5 Steps to Transition From Contest Prep to Off Season

You worked your butt off dieting down, doing cardio daily, lifting like there’s no tomorrow, and looked phenomenal on stage. After the high of competing, now what?!

Step 1: Contact the Judges

Whether you won the overall or placed dead last, there is always room for improvement. I found it very useful to contact the judges and ask exactly how I can come in better and what it’ll take to win.

Make sure you send in photos of yourself in different poses. Email the promoter of the show and ask him/her for feedback and to forward your email to every judge. You can find the promoters email address on the NPC News Online website.

Sample email:
John,
I had such a wonderful time competing at your show last weekend. I wanted to know if I could please get feedback from you and all the judges on what I can improve on (conditioning, symmetry, posing, hair, makeup, etc.) I am attaching a few photos of myself. Thank you very much, looking forward to hearing from you and competing at your next show.

Regards,
Sumeet Sahni
Open Bikini Class C (4th place, #254)

Step 2: Set Your New Goal(s)

Now, using the information you’ve gathered from judges and what look you noticed they were leaning towards at the competition, you can make a goal.

After my first show, my goal was to put mass everywhere and work on my posing. After my last show, my goal is to put mass on my calves, not to put anymore mass on my upper body, only pose with legs crossed, and to make sure I don’t come in overly conditioned (too lean).

Step 3: Determine Your New Diet

It’s really important to make a transition diet plan for post competition BEFORE you even compete. The last thing you want is to be bingeing and have no structured diet after your show.

I gave myself a week post show to have a few cheat meals and then got on my off season diet.

Your off season diet should be based on what your new goal(s) are.

Step 4: Plan Out Your Cardio

What will your offseason cardio look like? What will the frequency, duration, and intensity be?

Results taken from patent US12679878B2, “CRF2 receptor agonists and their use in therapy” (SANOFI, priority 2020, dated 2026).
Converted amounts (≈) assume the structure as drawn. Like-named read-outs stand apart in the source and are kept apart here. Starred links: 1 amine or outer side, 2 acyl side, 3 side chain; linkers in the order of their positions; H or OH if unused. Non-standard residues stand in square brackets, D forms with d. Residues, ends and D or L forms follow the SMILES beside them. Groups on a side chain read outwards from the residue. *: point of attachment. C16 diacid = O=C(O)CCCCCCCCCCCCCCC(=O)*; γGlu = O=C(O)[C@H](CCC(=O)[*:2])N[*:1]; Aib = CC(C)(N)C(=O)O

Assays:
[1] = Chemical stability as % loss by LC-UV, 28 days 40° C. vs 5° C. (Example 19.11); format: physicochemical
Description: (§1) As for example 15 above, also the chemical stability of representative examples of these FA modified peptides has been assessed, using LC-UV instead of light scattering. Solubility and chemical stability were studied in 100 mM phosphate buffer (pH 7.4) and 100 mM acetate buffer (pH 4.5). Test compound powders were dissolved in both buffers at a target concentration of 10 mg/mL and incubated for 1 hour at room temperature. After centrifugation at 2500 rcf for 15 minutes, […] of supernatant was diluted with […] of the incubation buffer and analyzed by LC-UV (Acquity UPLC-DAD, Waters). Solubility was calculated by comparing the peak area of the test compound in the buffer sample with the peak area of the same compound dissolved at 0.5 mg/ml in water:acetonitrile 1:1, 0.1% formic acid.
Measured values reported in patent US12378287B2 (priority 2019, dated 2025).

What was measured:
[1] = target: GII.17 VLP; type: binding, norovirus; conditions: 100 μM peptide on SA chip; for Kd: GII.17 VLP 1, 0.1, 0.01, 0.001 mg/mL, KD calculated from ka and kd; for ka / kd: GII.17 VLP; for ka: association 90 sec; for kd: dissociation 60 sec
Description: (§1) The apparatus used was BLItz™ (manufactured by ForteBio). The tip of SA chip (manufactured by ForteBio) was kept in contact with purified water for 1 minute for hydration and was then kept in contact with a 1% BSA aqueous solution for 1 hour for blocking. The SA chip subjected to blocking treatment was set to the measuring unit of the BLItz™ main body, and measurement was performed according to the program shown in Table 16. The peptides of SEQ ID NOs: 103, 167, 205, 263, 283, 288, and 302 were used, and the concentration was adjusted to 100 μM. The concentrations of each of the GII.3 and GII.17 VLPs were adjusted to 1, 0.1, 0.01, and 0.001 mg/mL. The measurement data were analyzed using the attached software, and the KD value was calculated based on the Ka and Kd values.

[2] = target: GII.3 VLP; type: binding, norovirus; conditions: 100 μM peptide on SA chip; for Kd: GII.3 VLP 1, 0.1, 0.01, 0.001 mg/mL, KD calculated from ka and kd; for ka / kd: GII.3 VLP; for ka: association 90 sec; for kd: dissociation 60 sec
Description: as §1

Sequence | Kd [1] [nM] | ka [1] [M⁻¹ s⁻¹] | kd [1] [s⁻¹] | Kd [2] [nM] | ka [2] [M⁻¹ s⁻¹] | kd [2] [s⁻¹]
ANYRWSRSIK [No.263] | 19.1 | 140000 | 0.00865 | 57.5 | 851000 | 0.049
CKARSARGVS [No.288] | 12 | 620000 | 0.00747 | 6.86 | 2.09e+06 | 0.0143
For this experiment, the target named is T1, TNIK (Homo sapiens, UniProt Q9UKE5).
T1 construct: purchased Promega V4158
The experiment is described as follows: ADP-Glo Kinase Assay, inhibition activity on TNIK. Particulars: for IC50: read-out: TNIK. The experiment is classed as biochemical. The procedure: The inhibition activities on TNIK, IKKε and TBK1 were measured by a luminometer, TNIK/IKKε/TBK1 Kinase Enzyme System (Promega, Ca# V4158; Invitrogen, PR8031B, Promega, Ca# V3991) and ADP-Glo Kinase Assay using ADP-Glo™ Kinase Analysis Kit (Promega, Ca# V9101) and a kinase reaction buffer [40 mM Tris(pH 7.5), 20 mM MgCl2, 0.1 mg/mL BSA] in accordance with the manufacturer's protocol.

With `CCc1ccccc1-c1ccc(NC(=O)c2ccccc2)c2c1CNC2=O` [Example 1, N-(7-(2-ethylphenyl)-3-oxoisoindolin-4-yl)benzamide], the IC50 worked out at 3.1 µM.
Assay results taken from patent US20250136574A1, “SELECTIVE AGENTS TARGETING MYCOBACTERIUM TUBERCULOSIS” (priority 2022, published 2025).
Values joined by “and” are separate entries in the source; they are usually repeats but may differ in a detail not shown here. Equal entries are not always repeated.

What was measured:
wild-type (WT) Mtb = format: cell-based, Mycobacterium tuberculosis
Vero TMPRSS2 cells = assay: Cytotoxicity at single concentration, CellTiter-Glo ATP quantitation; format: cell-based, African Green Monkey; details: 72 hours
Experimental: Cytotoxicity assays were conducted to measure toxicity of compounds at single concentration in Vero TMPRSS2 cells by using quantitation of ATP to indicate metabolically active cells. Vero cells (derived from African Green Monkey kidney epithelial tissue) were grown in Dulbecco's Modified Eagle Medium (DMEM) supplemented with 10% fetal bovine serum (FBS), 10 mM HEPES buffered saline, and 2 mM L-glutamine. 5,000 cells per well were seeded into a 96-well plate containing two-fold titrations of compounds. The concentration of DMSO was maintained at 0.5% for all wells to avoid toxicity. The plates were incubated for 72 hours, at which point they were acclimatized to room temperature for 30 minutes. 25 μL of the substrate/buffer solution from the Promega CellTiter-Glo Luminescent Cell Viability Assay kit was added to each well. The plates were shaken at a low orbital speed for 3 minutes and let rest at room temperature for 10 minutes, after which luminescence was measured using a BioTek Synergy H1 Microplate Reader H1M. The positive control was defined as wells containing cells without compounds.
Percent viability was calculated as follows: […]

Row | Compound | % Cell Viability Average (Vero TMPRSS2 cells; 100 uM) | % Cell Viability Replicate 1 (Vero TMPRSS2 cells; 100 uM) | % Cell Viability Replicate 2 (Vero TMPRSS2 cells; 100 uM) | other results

Personally, I like to do about 3-4 sessions of HIIT a week.

Step 5: Prepare For Your Physique To Change

This is the hardest thing for me to come to terms with. After having ripped, veiny abs for 5 months, they have disappeared! Be mentally prepared for your body to change fairly quickly post show.

My weight usually goes up 3-5 pounds within the first month of off season and from then on I usually slowly gain weight, if my goal is to put on muscle, until it’s time to diet down for a show. If my body fat gets too high, I go on a mini diet during my offseason.

Making a post show plan for yourself will make your transition into the offseason mentally, physically, and emotionally easier! Make sure your off season plan is well thought out and productive.
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Are You Getting In Your Own Way?!

I’ve been Instagram free for the past week and I’ve never felt so relaxed! As competition time is getting closer and closer (less than 3 weeks out!) it was getting easier and easier for me to get wrapped up in the way I looked compared to others on Instagram. I’d wake up in the morning, open the app, see a female with a beautiful physique, and start bashing myself for not looking like that. First thing in the morning. Definitely not healthy.

So then I just decided. NO INSTAGRAM FOR A WEEK.

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Why?

– It was causing me to stress.
– I was channeling my energy to the wrong things.
– I was forgetting that this is MY journey. I don’t want to look like anyone else. I want to be the best version of ME!
– Instead of being inspired by others, I was comparing myself to others.
– I was becoming unhappy.
– I reminded myself that I only need validation from myself, not Instagram followers.
– I didn’t need to see what other people are eating, wearing, or doing nor do others need to see that from me. I just need to focus on myself and follow my plan.
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What I’ve realized thus far:
– I was getting in my own way of progressing. WTF.
– I have so much more time and energy in my day!
– I’m more present in the moment.
– All of a sudden, I’ve lost a few pounds, I’m more relaxed, and focused (I sware it’s because I’m stressing less and releasing less cortisol)
– I’m putting all my energy into my diet, lifts, cardio, posing practice, and resting.
– I have more time to blog and share my journey.
– I planned to go 1 week without Instagram, but my new goal is to be Instagram free till post competition!!!

What are you doing that is getting in your own way? It could be anything from negative self talk to waiting till the last minute to prep your food. It’s important to constantly be evaluating what is and isn’t working for you and your journey. Then just decide to stop doing that. It’s really as easy as that.

Just decide.

Keep focused, stay stress free, and take it one day at a time!

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Why Stress If Stress Makes You Fat?!